When nuclear reactions are initiated, they “throw out” particles with enough energy to rip electrons off of atoms/molecules. The affected bond make up ion pairs which are extremely chemically reactive, and this is what ionizing radiation consists of8. A radiation  dose (or energy deposited in mass) is measured in units of Grays (Gy).

If the human body is exposed to a large enough dose it can lead to acute radiation syndrome (ARS), where the symptoms depend on the level of exposure. If exposed to a low dose (0.35 Gy) one could expect symptoms such as nausea, vomiting, headaches, fatigue and fever. If the dose is 1-4 Gy blood cells begin to die but one can still recover. However if the dose is between 4-8 Gy it becomes fatal and symptoms can vary from vomiting, diarrhea, dizziness and fever [7].

Slotin was exposed to approximately 10 Gy of gamma and x-ray radiation, he wouldn’t have survived even today with modern treatments available. If the human body is exposed to 8-30 Gy one will experience nausea and severe diarrhea within an hour and die between 2 -14 days after exposure. If the absorbed dose is greater than 30 Gy, death within 48 hours is inevitable8.

Fortunately today, the safety protocols are much stricter and monitored, and the technology has advanced so much, that such an accident like Slotins, is confined to the past. 

Fissionable material: Is a material that can sustain a nuclear chain reaction, by definition it can sustain this reaction with neutrons of any energy.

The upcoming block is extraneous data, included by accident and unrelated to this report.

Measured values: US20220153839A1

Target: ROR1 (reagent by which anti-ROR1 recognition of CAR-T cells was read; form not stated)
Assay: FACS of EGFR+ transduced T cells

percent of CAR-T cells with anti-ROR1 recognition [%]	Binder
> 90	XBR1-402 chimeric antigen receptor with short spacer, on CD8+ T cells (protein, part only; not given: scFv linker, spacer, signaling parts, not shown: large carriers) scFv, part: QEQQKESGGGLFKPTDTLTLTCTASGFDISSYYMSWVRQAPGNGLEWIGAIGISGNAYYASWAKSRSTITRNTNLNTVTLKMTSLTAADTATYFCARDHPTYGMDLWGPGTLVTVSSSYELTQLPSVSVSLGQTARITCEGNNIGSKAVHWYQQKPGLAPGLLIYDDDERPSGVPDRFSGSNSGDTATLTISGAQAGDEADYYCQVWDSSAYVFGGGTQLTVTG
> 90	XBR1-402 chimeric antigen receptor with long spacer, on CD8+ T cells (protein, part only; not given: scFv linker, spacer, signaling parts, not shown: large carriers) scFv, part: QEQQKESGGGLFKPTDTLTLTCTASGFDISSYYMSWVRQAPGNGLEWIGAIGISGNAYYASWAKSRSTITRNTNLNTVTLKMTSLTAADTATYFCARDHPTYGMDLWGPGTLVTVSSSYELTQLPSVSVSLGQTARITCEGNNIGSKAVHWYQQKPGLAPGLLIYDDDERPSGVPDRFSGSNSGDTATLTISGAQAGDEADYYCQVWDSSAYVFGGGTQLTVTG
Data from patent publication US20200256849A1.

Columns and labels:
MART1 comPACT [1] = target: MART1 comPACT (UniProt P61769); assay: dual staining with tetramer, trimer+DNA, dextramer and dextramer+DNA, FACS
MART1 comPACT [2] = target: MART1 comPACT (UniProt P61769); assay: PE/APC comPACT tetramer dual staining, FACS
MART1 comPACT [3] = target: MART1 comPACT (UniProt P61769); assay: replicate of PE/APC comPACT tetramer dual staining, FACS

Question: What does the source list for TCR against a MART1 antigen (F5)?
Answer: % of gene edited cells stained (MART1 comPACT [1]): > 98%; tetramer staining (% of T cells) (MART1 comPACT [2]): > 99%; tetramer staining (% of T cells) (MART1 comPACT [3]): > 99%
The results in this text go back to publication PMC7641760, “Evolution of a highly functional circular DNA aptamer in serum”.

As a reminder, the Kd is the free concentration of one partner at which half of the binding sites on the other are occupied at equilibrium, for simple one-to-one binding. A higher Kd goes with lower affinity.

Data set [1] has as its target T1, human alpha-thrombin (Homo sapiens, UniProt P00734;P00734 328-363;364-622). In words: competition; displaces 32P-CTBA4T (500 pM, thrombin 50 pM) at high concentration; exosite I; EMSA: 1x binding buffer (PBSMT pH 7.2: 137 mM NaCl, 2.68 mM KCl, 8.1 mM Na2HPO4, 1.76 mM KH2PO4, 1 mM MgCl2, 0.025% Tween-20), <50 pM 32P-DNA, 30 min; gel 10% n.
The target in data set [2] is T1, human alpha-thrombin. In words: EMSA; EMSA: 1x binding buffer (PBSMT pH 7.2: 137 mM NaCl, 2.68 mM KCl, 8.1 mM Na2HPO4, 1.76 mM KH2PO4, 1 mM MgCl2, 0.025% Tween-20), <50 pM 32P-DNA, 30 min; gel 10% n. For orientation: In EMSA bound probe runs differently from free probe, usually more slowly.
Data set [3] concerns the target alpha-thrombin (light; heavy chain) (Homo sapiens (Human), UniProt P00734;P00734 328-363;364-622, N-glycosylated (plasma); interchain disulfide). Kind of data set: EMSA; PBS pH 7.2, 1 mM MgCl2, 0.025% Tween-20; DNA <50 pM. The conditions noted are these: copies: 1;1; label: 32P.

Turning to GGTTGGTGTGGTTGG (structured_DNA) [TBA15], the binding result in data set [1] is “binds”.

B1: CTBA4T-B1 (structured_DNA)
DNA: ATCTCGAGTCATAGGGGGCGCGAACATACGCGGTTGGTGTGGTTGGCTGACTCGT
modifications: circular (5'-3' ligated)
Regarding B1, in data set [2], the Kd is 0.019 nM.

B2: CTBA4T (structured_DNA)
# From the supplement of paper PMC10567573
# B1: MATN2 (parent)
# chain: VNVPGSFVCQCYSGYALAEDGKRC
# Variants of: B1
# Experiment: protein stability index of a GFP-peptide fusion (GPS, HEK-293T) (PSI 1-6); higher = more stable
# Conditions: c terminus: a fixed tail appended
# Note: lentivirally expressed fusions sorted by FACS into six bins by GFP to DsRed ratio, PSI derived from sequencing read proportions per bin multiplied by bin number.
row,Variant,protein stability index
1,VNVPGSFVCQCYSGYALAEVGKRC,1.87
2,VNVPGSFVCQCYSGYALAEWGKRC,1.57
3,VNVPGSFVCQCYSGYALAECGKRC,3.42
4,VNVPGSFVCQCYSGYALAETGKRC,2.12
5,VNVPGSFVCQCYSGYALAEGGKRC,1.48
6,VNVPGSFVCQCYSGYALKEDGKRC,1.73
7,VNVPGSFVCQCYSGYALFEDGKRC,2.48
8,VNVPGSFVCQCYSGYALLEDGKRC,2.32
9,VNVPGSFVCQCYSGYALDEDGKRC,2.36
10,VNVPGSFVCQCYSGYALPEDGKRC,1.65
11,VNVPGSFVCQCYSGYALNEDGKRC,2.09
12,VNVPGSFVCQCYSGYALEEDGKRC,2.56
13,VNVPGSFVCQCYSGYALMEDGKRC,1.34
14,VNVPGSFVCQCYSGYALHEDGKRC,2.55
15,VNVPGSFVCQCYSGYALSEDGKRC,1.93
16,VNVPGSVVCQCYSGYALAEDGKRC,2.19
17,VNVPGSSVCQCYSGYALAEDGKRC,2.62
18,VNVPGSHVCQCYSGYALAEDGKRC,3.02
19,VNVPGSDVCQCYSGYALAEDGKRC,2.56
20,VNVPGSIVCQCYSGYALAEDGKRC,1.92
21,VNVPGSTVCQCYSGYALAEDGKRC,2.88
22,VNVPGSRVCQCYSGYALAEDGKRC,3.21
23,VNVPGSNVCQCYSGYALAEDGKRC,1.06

[1] Encyclopedia.com,2016 [Internet]. Available from:http://www.encyclopedia.com/social-sciences/culture-magazines/1940s-science-and-technology-overview [accessed 20 march 2017]

 

[2]The New Yorker,2016 [Internet]. Available from:http://www.newyorker.com/tech/elements/demon-core-the-strange-death-of-louis-slotin[accessed 20 march 2017]

 

[3]  The Demon core,2012,[Internet]. Available from: http://www.strangerdimensions.com/2012/07/30/the-demon-core/[accessed 20 march 2017]

 

 

[4] A review of criticality accidents,May 2000 [internet] . Available from: https://cns-snc.ca/media/history/pioneers/slotin/slotin.html[accessed 20 march 2017]

[5]APS news,2017 [internet] Available from:https://www.aps.org/publications/apsnews/201405/physicshistory.cfm [accessed 20 march 2017]

[6]   Nerdist,2014[internet] Available from: http://www.nerdist.com/wp content/uploads/2014/12/DemonCore_Diagram.jpg

[accessed 20 march 2017]

 

[7]GIZMODO,2012 [internet] Available from: http://gizmodo.com/5928171/what-nuclear-radiation-does-to-your-body [accessed 20 march 2017]

 

Av Susanne Araya
Publisert 27. apr. 2017 12:12 - Sist endret 28. apr. 2017 16:10